The new feature is a collaboration with several fact-checking organizations, and will warn users before they post articles that the content has been disputed by the likes of Snopes and the Associated Press.
If users go ahead and post the article anyway, a red box stating the article has been called into question will appear underneath. When you click on the red box, the following message is displayed: “Sometimes people share fake news without knowing it. When independent fact-checkers dispute this content, you may be able to visit their websites to find out why. Only fact-checkers signed up to Poynter’s non-partisan code of principles are shown.”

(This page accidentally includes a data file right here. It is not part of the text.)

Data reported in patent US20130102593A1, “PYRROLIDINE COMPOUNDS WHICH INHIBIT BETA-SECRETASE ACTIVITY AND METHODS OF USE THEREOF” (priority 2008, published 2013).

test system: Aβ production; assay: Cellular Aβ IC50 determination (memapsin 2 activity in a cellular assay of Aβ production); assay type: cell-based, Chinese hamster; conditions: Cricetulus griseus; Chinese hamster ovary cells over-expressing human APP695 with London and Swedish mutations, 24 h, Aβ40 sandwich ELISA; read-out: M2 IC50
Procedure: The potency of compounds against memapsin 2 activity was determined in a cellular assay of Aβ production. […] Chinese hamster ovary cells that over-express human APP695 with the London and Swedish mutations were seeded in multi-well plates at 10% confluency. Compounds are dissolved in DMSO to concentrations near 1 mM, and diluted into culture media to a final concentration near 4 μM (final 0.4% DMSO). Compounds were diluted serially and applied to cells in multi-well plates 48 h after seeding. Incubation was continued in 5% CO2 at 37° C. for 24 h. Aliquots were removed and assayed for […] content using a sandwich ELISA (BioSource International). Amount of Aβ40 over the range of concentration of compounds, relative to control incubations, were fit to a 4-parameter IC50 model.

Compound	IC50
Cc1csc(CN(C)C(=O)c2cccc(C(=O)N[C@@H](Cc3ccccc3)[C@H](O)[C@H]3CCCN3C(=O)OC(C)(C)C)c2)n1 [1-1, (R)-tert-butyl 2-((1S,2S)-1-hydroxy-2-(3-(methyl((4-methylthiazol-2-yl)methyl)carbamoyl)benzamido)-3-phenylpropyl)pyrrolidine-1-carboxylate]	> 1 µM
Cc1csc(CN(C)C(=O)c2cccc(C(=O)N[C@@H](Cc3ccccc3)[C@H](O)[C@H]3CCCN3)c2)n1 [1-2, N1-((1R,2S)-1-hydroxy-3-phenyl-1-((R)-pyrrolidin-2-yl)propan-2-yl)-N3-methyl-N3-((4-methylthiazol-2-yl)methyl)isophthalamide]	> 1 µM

However, many conspiracy theorists – and Donald Trump supporters – have taken to social media to protest the new tool, claiming Facebook is attempting to hide the truth and push a left-wing agenda.
One particular article is getting the fake news treatment. “The Irish slave trade – the slaves that time forgot” was published on a site called Newport Buzz in 2015, but was widely circulated ahead of St. Patrick’s Day this year. The story was found by the AP to be false.
Liam Hogan, a librarian and historian based in Ireland, who has been following the story, said on Twitter that Trump supporters have been “losing their minds” about the fake news alert.
Facebook first announced plans to tackle fake news in December. “While we don’t write the news stories you read and share, we also recognize we’re more than just a distributor of news. We’re a new kind of platform for public discourse — and that means we have a new kind of responsibility to enable people to have the most meaningful conversations, and to build a space where people can be informed,” CEO and Founder Mark Zuckerberg wrote at the time.